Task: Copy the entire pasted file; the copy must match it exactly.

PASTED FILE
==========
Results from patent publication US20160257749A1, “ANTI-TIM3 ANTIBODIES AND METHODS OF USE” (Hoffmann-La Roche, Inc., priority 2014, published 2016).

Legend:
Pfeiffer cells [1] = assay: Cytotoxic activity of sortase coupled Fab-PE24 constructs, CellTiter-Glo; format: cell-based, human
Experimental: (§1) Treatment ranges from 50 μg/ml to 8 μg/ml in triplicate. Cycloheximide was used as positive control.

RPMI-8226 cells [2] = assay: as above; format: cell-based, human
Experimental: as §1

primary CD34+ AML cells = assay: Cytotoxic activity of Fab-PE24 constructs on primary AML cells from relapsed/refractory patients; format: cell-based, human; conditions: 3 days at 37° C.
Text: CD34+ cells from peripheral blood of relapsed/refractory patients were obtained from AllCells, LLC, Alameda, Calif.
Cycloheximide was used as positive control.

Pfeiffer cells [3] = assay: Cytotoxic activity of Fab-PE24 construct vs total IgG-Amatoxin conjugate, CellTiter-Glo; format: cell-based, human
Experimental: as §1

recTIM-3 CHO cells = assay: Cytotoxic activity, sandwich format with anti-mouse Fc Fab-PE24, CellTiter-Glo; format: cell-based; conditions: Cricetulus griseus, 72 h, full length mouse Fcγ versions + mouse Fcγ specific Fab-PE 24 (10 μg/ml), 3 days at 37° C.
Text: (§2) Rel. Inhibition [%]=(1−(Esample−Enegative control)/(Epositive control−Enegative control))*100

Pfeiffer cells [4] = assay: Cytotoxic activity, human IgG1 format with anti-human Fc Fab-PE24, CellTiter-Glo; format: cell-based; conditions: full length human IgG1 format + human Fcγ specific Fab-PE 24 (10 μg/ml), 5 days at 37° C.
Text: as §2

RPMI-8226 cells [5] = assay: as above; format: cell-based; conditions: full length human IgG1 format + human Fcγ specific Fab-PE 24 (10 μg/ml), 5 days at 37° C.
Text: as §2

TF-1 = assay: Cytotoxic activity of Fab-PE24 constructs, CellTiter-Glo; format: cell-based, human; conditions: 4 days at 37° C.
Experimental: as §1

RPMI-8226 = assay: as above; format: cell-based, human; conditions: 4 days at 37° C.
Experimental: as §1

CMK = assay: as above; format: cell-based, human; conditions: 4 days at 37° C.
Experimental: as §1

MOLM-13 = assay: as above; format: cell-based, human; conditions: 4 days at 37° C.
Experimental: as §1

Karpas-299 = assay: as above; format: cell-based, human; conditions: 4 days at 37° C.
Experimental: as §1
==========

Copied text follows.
Results from patent publication US20160257749A1, “ANTI-TIM3 ANTIBODIES AND METHODS OF USE” (Hoffmann-La Roche, Inc., priority 2014, published 2016).

Legend:
Pfeiffer cells [1] = assay: Cytotoxic activity of sortase coupled Fab-PE24 constructs, CellTiter-Glo; format: cell-based, human
Experimental: (§1) Treatment ranges from 50 μg/ml to 8 μg/ml in triplicate. Cycloheximide was used as positive control.

RPMI-8226 cells [2] = assay: as above; format: cell-based, human
Experimental: as §1

primary CD34+ AML cells = assay: Cytotoxic activity of Fab-PE24 constructs on primary AML cells from relapsed/refractory patients; format: cell-based, human; conditions: 3 days at 37° C.
Text: CD34+ cells from peripheral blood of relapsed/refractory patients were obtained from AllCells, LLC, Alameda, Calif.
Cycloheximide was used as positive control.

Pfeiffer cells [3] = assay: Cytotoxic activity of Fab-PE24 construct vs total IgG-Amatoxin conjugate, CellTiter-Glo; format: cell-based, human
Experimental: as §1

recTIM-3 CHO cells = assay: Cytotoxic activity, sandwich format with anti-mouse Fc Fab-PE24, CellTiter-Glo; format: cell-based; conditions: Cricetulus griseus, 72 h, full length mouse Fcγ versions + mouse Fcγ specific Fab-PE 24 (10 μg/ml), 3 days at 37° C.
Text: (§2) Rel. Inhibition [%]=(1−(Esample−Enegative control)/(Epositive control−Enegative control))*100

Pfeiffer cells [4] = assay: Cytotoxic activity, human IgG1 format with anti-human Fc Fab-PE24, CellTiter-Glo; format: cell-based; conditions: full length human IgG1 format + human Fcγ specific Fab-PE 24 (10 μg/ml), 5 days at 37° C.
Text: as §2

RPMI-8226 cells [5] = assay: as above; format: cell-based; conditions: full length human IgG1 format + human Fcγ specific Fab-PE 24 (10 μg/ml), 5 days at 37° C.
Text: as §2

TF-1 = assay: Cytotoxic activity of Fab-PE24 constructs, CellTiter-Glo; format: cell-based, human; conditions: 4 days at 37° C.
Experimental: as §1

RPMI-8226 = assay: as above; format: cell-based, human; conditions: 4 days at 37° C.
Experimental: as §1

CMK = assay: as above; format: cell-based, human; conditions: 4 days at 37° C.
Experimental: as §1

MOLM-13 = assay: as above; format: cell-based, human; conditions: 4 days at 37° C.
Experimental: as §1

Karpas-299 = assay: as above; format: cell-based, human; conditions: 4 days at 37° C.
Experimental: as §1